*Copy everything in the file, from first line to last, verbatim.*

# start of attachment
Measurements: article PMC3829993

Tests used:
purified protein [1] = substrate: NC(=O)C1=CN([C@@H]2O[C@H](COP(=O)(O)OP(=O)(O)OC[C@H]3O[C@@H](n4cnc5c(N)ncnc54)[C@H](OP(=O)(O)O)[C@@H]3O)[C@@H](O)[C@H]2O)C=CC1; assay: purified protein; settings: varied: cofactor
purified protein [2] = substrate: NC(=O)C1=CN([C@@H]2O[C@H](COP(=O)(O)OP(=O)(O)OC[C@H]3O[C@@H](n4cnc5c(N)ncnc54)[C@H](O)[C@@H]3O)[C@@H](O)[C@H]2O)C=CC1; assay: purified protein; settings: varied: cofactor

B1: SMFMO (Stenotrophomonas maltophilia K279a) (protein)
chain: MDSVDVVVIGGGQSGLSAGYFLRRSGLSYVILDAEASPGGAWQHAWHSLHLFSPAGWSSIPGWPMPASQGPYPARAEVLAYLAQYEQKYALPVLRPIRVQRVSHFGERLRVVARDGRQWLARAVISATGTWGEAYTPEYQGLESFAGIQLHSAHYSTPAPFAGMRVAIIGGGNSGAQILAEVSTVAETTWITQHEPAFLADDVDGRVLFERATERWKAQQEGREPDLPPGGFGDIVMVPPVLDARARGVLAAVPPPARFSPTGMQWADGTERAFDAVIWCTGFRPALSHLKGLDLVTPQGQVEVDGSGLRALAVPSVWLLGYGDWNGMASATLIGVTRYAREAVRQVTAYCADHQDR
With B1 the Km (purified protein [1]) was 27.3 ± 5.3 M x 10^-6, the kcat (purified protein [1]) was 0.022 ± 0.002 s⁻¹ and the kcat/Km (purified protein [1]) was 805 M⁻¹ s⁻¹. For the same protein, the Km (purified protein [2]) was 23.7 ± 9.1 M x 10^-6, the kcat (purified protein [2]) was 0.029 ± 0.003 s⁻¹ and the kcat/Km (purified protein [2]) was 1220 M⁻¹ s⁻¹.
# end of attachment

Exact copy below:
Measurements: article PMC3829993

Tests used:
purified protein [1] = substrate: NC(=O)C1=CN([C@@H]2O[C@H](COP(=O)(O)OP(=O)(O)OC[C@H]3O[C@@H](n4cnc5c(N)ncnc54)[C@H](OP(=O)(O)O)[C@@H]3O)[C@@H](O)[C@H]2O)C=CC1; assay: purified protein; settings: varied: cofactor
purified protein [2] = substrate: NC(=O)C1=CN([C@@H]2O[C@H](COP(=O)(O)OP(=O)(O)OC[C@H]3O[C@@H](n4cnc5c(N)ncnc54)[C@H](O)[C@@H]3O)[C@@H](O)[C@H]2O)C=CC1; assay: purified protein; settings: varied: cofactor

B1: SMFMO (Stenotrophomonas maltophilia K279a) (protein)
chain: MDSVDVVVIGGGQSGLSAGYFLRRSGLSYVILDAEASPGGAWQHAWHSLHLFSPAGWSSIPGWPMPASQGPYPARAEVLAYLAQYEQKYALPVLRPIRVQRVSHFGERLRVVARDGRQWLARAVISATGTWGEAYTPEYQGLESFAGIQLHSAHYSTPAPFAGMRVAIIGGGNSGAQILAEVSTVAETTWITQHEPAFLADDVDGRVLFERATERWKAQQEGREPDLPPGGFGDIVMVPPVLDARARGVLAAVPPPARFSPTGMQWADGTERAFDAVIWCTGFRPALSHLKGLDLVTPQGQVEVDGSGLRALAVPSVWLLGYGDWNGMASATLIGVTRYAREAVRQVTAYCADHQDR
With B1 the Km (purified protein [1]) was 27.3 ± 5.3 M x 10^-6, the kcat (purified protein [1]) was 0.022 ± 0.002 s⁻¹ and the kcat/Km (purified protein [1]) was 805 M⁻¹ s⁻¹. For the same protein, the Km (purified protein [2]) was 23.7 ± 9.1 M x 10^-6, the kcat (purified protein [2]) was 0.029 ± 0.003 s⁻¹ and the kcat/Km (purified protein [2]) was 1220 M⁻¹ s⁻¹.